Whether dogs have the ability to experience secondary emotions, such as pride, jealousy and guilt, is an issue currently being debated by animal behaviorists everywhere. It was long ago shown that dogs experience fear, happiness, anger, sadness and love. However, are they really capable of higher level emotions that involve understanding what a person is thinking or feeling themselves?
In order for dogs to feel secondary emotions, they must be able to understand that someone has information and/or a plan that differs from their own. In a study done by Alexandra Horowitz in 2009, she concluded that the look that dogs demonstrate, head lowered, tail down and ears back, that we associate with guilt is actually a learned response. When owners scold, dogs quickly figure out that looking “guilty” will get them to stop yelling. They don’t feel badly for something they may have done wrong, they just want the yelling to stop.
Researchers at Tufts University suggest that domestic dogs may possess the basic form of empathy, the ability to understand what others are thinking and/or feeling. An example given is the dog who gets into the trash when his owner is not home. Usually the dog is waiting for the owner to get home, but on the days he’s gotten into the trash, he is nowhere to be found!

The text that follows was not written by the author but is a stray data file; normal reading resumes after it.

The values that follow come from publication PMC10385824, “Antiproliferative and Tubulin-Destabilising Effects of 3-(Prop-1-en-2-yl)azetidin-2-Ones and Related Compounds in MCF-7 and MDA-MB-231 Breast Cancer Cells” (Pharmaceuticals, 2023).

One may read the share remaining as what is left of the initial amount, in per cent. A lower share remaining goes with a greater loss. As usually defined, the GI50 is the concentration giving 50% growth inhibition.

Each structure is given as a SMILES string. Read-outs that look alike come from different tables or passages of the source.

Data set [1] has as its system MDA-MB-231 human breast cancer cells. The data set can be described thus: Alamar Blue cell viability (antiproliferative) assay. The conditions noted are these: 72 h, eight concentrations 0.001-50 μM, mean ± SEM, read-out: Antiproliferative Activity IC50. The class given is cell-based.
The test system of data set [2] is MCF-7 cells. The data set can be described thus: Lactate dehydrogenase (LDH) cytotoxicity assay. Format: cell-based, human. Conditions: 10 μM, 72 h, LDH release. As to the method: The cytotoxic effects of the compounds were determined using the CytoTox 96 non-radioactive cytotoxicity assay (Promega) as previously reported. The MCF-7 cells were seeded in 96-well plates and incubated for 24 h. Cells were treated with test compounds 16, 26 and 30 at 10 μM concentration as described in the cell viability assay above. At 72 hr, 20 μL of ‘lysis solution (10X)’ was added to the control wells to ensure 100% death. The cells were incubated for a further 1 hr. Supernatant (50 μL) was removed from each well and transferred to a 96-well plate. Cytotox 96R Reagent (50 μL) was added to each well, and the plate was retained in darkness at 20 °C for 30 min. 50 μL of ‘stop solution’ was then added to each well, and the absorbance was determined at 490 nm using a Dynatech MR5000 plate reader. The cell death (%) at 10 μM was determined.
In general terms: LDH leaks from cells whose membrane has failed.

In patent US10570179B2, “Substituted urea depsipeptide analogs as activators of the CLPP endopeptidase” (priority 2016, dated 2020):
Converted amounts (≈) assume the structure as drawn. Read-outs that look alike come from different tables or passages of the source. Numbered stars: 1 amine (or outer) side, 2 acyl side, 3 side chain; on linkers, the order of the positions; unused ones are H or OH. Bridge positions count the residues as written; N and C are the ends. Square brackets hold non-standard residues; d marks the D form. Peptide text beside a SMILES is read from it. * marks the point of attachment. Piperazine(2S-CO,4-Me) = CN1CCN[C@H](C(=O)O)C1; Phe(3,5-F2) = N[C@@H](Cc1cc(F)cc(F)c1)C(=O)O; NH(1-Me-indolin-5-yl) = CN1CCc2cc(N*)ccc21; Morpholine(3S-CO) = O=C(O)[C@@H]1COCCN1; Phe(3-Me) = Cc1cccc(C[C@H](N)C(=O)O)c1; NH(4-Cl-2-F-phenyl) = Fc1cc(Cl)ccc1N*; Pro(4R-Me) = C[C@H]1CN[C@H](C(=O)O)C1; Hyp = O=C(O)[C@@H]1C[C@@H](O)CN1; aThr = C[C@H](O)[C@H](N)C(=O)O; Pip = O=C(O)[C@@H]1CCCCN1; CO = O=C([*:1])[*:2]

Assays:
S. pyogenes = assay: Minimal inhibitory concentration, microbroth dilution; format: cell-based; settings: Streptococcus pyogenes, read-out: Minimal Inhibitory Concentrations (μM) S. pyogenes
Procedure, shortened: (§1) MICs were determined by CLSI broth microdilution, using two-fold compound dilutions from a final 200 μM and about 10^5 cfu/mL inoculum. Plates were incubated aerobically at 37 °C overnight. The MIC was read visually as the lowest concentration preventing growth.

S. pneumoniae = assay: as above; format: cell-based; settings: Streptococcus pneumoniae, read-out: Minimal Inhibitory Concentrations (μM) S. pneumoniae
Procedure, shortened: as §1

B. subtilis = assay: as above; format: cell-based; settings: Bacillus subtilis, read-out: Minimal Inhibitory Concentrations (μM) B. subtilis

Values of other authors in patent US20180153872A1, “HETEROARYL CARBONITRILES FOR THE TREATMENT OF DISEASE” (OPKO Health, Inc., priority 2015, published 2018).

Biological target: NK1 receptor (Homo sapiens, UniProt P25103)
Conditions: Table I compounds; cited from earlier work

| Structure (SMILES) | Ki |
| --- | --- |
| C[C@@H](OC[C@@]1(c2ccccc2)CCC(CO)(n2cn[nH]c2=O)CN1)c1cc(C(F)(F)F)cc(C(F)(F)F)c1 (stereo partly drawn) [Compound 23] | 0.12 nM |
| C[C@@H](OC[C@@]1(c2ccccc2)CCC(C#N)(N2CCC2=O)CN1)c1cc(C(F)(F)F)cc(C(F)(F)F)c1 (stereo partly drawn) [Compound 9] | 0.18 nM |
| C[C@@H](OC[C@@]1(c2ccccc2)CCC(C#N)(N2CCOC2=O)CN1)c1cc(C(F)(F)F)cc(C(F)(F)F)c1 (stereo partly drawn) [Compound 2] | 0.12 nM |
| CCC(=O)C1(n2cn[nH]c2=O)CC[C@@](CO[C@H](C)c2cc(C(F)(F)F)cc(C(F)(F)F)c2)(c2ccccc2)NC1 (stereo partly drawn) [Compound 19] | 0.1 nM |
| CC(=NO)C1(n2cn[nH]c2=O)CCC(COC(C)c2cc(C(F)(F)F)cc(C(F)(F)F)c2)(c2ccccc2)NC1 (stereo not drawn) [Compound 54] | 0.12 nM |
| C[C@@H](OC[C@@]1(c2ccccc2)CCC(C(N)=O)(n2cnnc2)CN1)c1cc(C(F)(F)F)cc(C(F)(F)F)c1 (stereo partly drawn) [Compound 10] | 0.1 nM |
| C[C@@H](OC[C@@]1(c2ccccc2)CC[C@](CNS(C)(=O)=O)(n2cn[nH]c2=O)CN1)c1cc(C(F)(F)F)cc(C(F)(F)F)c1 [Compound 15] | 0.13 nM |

In England, a dog jealousy study demonstrated how dogs would push their way between two owners while they were hugging. In other research, Dr. Brian Hare also demonstrated that dogs can derive information from humans. He hid a treat from the dog and then pointed to the place where the treat was hidden. The dog was able to go to the site and retrieve the treat.
It is obviously difficult to figure out exactly what dogs are thinking, but many behaviorists are finding ways to demonstrate that dogs are capable of some level of self-awareness.